Having established an overview of the current HFD maintenance thinking, the need to redefine the existing HFD-specific management model is proposed; an overview of a number of IAMS fundamentals is thus presented as the topic of AM is evaluated adopting top-down (British Standards, good-practise guides, design manuals) and bottom-up (drainage condition assessment literature) approaches. Some key features of PMSs are described, founded upon generic AM thinking, and a number of elements that can be transferred to a filter drain management framework are thus identified. This section examines how the combination of existing AM know-how and tactical drainage-explicit assessment literature may lack some of the key fundamental prerequisites required to move towards holistic management of this particular type of drainage asset.

The building blocks of AM – a top-down approach

A generic framework that describes the requirements for holistic AM is proposed by Hassanain et al. (2003) using five key operations, which are

• identify assets,

• identify performance requirements,

• assess performance,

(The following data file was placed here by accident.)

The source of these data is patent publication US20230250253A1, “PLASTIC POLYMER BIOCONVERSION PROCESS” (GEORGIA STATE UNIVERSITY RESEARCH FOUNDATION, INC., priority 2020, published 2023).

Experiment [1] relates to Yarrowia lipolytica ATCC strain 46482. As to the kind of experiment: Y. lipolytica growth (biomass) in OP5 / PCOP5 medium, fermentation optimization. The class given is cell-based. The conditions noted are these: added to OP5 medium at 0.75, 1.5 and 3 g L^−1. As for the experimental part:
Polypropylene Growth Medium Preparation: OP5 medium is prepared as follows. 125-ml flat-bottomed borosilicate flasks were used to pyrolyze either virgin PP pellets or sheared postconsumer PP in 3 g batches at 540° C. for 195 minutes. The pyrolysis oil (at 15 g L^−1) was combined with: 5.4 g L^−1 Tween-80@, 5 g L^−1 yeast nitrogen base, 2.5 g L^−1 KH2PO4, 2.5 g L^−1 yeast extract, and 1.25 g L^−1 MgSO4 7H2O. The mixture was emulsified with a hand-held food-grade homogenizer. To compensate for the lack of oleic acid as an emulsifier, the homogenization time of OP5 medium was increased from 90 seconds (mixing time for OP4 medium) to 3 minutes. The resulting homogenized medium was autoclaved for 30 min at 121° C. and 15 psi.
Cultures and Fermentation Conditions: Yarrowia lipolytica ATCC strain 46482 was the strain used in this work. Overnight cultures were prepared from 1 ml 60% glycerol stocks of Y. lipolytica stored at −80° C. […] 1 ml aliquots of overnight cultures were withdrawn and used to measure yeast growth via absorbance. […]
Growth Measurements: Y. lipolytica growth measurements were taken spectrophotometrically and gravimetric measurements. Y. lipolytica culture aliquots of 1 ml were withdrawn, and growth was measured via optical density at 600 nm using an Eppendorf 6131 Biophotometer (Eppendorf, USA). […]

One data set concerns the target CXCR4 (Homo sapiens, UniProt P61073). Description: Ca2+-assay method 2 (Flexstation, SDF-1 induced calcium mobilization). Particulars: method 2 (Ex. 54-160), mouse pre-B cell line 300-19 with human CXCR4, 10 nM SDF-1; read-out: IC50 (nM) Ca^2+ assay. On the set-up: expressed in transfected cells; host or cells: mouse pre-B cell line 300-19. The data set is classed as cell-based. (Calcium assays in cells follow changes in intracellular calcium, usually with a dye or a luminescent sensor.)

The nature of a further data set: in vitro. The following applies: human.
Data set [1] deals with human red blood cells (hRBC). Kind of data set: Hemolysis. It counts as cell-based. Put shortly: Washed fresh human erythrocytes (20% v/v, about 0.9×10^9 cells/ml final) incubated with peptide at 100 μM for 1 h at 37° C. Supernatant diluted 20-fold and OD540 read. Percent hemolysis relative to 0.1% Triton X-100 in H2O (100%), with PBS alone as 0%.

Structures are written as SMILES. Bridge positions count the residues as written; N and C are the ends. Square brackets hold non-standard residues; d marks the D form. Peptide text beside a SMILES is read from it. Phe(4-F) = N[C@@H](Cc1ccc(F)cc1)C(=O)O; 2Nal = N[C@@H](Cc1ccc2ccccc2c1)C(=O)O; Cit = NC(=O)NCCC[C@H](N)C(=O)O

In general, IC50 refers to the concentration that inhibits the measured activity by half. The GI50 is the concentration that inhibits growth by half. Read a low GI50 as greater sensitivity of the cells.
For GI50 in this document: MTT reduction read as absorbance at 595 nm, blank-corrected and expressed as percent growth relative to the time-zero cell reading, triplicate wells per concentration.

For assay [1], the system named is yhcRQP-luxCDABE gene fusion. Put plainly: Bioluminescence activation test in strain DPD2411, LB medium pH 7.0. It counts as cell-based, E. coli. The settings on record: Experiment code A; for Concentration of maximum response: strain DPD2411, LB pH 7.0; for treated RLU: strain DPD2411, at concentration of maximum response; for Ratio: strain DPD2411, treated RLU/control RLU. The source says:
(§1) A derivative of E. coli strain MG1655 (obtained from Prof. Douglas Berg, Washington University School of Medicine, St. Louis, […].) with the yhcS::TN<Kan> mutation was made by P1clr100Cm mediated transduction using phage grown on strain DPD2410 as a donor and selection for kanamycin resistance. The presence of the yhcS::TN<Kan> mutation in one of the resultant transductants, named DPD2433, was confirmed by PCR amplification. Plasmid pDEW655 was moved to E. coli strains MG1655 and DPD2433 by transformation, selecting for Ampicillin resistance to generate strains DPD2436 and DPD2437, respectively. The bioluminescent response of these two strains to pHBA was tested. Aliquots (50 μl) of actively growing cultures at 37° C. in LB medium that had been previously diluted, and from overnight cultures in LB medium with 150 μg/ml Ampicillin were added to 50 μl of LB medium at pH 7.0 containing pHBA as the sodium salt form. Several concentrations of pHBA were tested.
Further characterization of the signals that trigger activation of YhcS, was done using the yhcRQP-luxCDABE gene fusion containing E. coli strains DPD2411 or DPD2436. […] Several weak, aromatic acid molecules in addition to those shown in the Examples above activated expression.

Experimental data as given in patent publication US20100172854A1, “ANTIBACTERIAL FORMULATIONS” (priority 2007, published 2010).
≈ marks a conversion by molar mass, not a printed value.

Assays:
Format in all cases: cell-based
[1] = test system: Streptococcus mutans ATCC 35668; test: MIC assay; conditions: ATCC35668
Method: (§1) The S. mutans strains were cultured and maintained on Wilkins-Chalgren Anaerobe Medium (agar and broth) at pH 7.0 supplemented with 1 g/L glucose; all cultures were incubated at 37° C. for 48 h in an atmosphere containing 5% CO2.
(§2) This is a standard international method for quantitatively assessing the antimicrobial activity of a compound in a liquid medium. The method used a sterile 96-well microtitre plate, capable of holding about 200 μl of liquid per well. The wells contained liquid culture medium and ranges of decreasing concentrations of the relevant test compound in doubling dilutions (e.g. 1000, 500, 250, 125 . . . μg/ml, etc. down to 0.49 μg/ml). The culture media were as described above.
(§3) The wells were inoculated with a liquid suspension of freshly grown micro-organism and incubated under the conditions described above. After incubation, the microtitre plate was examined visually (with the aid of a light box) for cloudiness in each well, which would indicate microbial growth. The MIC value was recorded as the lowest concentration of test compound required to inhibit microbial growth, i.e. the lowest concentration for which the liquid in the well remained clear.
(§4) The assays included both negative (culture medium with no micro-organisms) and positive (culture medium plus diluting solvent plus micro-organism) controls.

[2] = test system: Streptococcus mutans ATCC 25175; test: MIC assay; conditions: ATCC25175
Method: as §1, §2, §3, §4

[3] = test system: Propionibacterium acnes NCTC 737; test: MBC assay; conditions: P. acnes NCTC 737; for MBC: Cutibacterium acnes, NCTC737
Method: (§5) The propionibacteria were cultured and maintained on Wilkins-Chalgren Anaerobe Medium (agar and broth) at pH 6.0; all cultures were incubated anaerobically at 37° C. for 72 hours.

• plan maintenance,

• manage maintenance operations.

Similarly defined AM frameworks can be found in the literature; in Wittwer et al. (2002), condition assessment and trade-off analysis are included in the basic cycle of an AM framework (physical condition and asset performance as descriptors of the effectiveness of service delivery are often used hand in hand), whereas Dornan (2002) goes into further detail in asset renewal/replacement analysis methods (life-cycle cost, cost-effectiveness analysis or equivalent annual cost) and asset disposal policies. In practice, even though different definitions can be found, an AMS is the combination of engineering and business practices to support decision making at the strategic, network and project levels; in other words, it is a way of doing business by adopting the right procedures to achieve results cost effectively with the limitation of sparse resources (Cambridge Systematics et al., 2006; Godau, 1999).